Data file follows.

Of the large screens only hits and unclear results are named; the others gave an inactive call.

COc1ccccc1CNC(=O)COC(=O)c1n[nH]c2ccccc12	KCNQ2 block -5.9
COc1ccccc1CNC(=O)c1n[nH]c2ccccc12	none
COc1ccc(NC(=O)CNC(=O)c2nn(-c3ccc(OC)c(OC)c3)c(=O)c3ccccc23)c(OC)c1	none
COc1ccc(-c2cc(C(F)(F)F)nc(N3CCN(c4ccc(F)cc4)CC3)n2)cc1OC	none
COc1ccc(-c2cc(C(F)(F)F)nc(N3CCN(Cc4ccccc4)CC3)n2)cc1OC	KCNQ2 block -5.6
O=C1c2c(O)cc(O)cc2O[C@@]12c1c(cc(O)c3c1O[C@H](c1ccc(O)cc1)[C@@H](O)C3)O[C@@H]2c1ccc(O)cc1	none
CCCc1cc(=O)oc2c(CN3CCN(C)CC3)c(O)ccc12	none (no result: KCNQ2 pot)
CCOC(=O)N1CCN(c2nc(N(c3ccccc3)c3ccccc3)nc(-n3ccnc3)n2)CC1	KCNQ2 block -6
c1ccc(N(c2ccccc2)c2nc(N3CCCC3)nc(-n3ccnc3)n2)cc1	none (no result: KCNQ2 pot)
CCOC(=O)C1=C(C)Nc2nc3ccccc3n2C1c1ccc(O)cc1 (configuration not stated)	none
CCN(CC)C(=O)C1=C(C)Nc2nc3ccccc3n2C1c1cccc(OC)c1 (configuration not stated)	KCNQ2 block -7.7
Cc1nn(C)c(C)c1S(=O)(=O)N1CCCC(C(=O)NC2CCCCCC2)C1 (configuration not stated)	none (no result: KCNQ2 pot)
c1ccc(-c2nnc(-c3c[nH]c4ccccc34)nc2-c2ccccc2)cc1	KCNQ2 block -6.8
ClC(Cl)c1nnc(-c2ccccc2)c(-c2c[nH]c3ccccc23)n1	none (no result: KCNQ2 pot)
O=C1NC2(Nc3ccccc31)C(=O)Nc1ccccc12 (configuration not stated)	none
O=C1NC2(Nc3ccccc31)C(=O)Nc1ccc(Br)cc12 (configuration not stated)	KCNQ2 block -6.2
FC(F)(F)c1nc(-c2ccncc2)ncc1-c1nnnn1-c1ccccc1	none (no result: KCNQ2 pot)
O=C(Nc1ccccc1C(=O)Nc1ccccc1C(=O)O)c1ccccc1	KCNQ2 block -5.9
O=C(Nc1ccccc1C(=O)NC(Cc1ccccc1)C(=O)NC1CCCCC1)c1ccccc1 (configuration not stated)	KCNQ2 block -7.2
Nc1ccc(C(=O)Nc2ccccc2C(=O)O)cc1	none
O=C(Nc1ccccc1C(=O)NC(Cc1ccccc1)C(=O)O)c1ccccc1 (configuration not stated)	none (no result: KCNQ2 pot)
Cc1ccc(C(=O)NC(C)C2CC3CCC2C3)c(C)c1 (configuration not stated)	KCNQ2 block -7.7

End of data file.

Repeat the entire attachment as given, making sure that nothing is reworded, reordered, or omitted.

Of the large screens only hits and unclear results are named; the others gave an inactive call.

COc1ccccc1CNC(=O)COC(=O)c1n[nH]c2ccccc12	KCNQ2 block -5.9
COc1ccccc1CNC(=O)c1n[nH]c2ccccc12	none
COc1ccc(NC(=O)CNC(=O)c2nn(-c3ccc(OC)c(OC)c3)c(=O)c3ccccc23)c(OC)c1	none
COc1ccc(-c2cc(C(F)(F)F)nc(N3CCN(c4ccc(F)cc4)CC3)n2)cc1OC	none
COc1ccc(-c2cc(C(F)(F)F)nc(N3CCN(Cc4ccccc4)CC3)n2)cc1OC	KCNQ2 block -5.6
O=C1c2c(O)cc(O)cc2O[C@@]12c1c(cc(O)c3c1O[C@H](c1ccc(O)cc1)[C@@H](O)C3)O[C@@H]2c1ccc(O)cc1	none
CCCc1cc(=O)oc2c(CN3CCN(C)CC3)c(O)ccc12	none (no result: KCNQ2 pot)
CCOC(=O)N1CCN(c2nc(N(c3ccccc3)c3ccccc3)nc(-n3ccnc3)n2)CC1	KCNQ2 block -6
c1ccc(N(c2ccccc2)c2nc(N3CCCC3)nc(-n3ccnc3)n2)cc1	none (no result: KCNQ2 pot)
CCOC(=O)C1=C(C)Nc2nc3ccccc3n2C1c1ccc(O)cc1 (configuration not stated)	none
CCN(CC)C(=O)C1=C(C)Nc2nc3ccccc3n2C1c1cccc(OC)c1 (configuration not stated)	KCNQ2 block -7.7
Cc1nn(C)c(C)c1S(=O)(=O)N1CCCC(C(=O)NC2CCCCCC2)C1 (configuration not stated)	none (no result: KCNQ2 pot)
c1ccc(-c2nnc(-c3c[nH]c4ccccc34)nc2-c2ccccc2)cc1	KCNQ2 block -6.8
ClC(Cl)c1nnc(-c2ccccc2)c(-c2c[nH]c3ccccc23)n1	none (no result: KCNQ2 pot)
O=C1NC2(Nc3ccccc31)C(=O)Nc1ccccc12 (configuration not stated)	none
O=C1NC2(Nc3ccccc31)C(=O)Nc1ccc(Br)cc12 (configuration not stated)	KCNQ2 block -6.2
FC(F)(F)c1nc(-c2ccncc2)ncc1-c1nnnn1-c1ccccc1	none (no result: KCNQ2 pot)
O=C(Nc1ccccc1C(=O)Nc1ccccc1C(=O)O)c1ccccc1	KCNQ2 block -5.9
O=C(Nc1ccccc1C(=O)NC(Cc1ccccc1)C(=O)NC1CCCCC1)c1ccccc1 (configuration not stated)	KCNQ2 block -7.2
Nc1ccc(C(=O)Nc2ccccc2C(=O)O)cc1	none
O=C(Nc1ccccc1C(=O)NC(Cc1ccccc1)C(=O)O)c1ccccc1 (configuration not stated)	none (no result: KCNQ2 pot)
Cc1ccc(C(=O)NC(C)C2CC3CCC2C3)c(C)c1 (configuration not stated)	KCNQ2 block -7.7